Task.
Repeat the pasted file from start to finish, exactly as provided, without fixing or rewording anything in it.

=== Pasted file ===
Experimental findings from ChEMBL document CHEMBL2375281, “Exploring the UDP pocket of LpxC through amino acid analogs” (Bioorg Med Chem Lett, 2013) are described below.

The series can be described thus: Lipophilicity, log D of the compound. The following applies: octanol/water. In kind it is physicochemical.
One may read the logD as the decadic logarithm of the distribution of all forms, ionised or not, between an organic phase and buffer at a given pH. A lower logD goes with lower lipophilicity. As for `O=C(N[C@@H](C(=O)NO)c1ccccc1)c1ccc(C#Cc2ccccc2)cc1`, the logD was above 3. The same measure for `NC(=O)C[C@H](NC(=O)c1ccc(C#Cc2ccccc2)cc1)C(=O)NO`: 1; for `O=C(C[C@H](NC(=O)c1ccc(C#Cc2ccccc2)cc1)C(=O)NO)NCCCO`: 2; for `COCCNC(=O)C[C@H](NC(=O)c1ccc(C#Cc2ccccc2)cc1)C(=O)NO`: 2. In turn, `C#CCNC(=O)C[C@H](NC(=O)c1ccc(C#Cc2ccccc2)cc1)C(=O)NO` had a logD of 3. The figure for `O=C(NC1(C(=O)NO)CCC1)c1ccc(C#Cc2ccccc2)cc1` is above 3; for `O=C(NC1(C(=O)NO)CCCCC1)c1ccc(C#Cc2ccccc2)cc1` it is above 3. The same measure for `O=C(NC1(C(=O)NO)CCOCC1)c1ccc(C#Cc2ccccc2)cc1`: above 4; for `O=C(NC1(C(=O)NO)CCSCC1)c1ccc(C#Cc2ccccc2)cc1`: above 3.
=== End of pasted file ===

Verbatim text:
Experimental findings from ChEMBL document CHEMBL2375281, “Exploring the UDP pocket of LpxC through amino acid analogs” (Bioorg Med Chem Lett, 2013) are described below.

The series can be described thus: Lipophilicity, log D of the compound. The following applies: octanol/water. In kind it is physicochemical.
One may read the logD as the decadic logarithm of the distribution of all forms, ionised or not, between an organic phase and buffer at a given pH. A lower logD goes with lower lipophilicity. As for `O=C(N[C@@H](C(=O)NO)c1ccccc1)c1ccc(C#Cc2ccccc2)cc1`, the logD was above 3. The same measure for `NC(=O)C[C@H](NC(=O)c1ccc(C#Cc2ccccc2)cc1)C(=O)NO`: 1; for `O=C(C[C@H](NC(=O)c1ccc(C#Cc2ccccc2)cc1)C(=O)NO)NCCCO`: 2; for `COCCNC(=O)C[C@H](NC(=O)c1ccc(C#Cc2ccccc2)cc1)C(=O)NO`: 2. In turn, `C#CCNC(=O)C[C@H](NC(=O)c1ccc(C#Cc2ccccc2)cc1)C(=O)NO` had a logD of 3. The figure for `O=C(NC1(C(=O)NO)CCC1)c1ccc(C#Cc2ccccc2)cc1` is above 3; for `O=C(NC1(C(=O)NO)CCCCC1)c1ccc(C#Cc2ccccc2)cc1` it is above 3. The same measure for `O=C(NC1(C(=O)NO)CCOCC1)c1ccc(C#Cc2ccccc2)cc1`: above 4; for `O=C(NC1(C(=O)NO)CCSCC1)c1ccc(C#Cc2ccccc2)cc1`: above 3.